This has been a hard year to be a Tampa Bay Rays fan.
As it stands now, the Rays "boast" the worst record in Major League Baseball, a far cry from the possible World Series run many considered.
Last week, I sunk $45 to watch the Rays get shut out again with my 3- and 6-year-old children.
I'm done forking over any dough this year at Tropicana Field.
But the Rays' losing ways have inspired a little "soul searching."
Am I really a fan? Do I really love the Rays?
Now that I'm accustomed to their success, I really have to ask the question: "Do I really love them, or do I just like the way they make me feel when they win?"
Honestly, I've begun to consider if that's all there is to it.
If a "fan" stops watching, supporting, talking about, reading up on his favorite team because they have performed poorly, he never really loved the team. He just loved the way that team made him feel.
It felt good to win.
It felt good to pull for a contender.
The other party simply became a means to an end.
When that feeling ended, so did one's "love."
But is that really love? Where I come from, we call that manipulation.
Disney seems to have adopted a more robust picture of love. In the movie "Frozen," one character espouses love as seeking the good of another. The manipulating antagonist explained to the princess that her "love" towards him was simply self-seeking and self-fulfilling. She simply liked the way he made her feel. That was it.
Losing can be a gift in that it exposes our motivations.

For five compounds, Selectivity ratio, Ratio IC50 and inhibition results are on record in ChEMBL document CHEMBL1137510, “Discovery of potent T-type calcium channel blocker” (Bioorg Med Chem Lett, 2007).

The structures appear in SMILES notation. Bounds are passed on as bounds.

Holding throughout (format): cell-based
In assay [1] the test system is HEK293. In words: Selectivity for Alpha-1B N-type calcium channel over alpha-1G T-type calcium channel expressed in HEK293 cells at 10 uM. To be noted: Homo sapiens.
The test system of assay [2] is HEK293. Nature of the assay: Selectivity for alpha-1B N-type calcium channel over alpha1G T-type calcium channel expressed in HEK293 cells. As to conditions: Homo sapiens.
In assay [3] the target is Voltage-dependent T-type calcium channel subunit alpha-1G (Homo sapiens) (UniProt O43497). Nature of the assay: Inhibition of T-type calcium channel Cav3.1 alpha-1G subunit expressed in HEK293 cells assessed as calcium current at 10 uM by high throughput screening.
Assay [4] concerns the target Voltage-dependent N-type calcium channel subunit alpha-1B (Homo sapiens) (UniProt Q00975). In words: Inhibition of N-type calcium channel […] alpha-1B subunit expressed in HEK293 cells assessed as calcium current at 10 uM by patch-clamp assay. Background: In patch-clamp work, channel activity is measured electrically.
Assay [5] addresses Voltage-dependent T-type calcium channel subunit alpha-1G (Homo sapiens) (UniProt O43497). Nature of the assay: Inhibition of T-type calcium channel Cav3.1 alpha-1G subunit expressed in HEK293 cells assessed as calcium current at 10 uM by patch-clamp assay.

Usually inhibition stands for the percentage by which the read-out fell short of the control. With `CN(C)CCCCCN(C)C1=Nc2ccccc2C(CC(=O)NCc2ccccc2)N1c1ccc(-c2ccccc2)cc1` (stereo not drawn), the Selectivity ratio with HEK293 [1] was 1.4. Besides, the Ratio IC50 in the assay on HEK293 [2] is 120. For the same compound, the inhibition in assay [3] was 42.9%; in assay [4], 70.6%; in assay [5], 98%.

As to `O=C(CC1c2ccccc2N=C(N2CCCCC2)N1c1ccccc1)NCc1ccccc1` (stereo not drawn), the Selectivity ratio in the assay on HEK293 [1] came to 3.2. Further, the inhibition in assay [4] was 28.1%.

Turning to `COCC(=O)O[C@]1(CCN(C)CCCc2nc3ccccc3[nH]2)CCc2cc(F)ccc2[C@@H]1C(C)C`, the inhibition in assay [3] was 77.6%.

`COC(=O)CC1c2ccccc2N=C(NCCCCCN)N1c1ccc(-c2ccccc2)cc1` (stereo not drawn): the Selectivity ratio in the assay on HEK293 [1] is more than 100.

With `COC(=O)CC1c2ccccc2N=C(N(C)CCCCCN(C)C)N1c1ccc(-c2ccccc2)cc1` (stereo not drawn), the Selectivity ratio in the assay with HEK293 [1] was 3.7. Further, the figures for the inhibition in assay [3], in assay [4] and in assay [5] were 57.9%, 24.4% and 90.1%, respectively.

Was I supporting the team or simply supporting myself?
In relationships, "losing," aka being let down, can actually function the same way.
Am I here to give love, or simply to receive it?
Now that I no longer receive a feeling from my friend, my spouse, my church, or even my city, will I run out and leave it/them all behind?
If I am primarily about a feeling, when that feeling is not met, I will leave.
And I will baptize it by saying: "So and so did not love me."
And I may be right. But more than likely you never really loved it/them either.
They just stopped meeting your needs. aka they stopped making you feel good about yourself.
But if love is primarily about the other, then it might not be a good idea to be so quick to run.
The story of Christianity reveals a God who runs after unlovely people.
Not really good people, but really bad people. When that truth becomes rooted deep in one's heart, it motivates him to love as opposed to manipulate. Because in the end, no matter how your friend, spouse, family, church has failed you, the motivation to stay and love never leaves.
My wife and I just celebrated our 10th wedding anniversary Thursday. If our motivation to love one another remains tethered to that cross where our Savior died, we'll celebrate many more.
Of course there is a time to run from deeply committed relationships (the Bible explains such parameters), but more often than not, we just run because we've lost the loving feeling. Which I'm arguing, really isn't love at all.
My wife and I don't agree on everything, but we do know what love is. Showing it to each other when each of us don't necessarily deserve it is tough. But we have to know what love is and isn't. And that's a start.
Pastor Geoff Henderson, Harbor Community Church, can be reached at firstname.lastname@example.org. or go to Harborcommunitychurch.org or inthekeyofh.com. Faith Matters is a regular feature of Saturday's Herald written by local clergy members.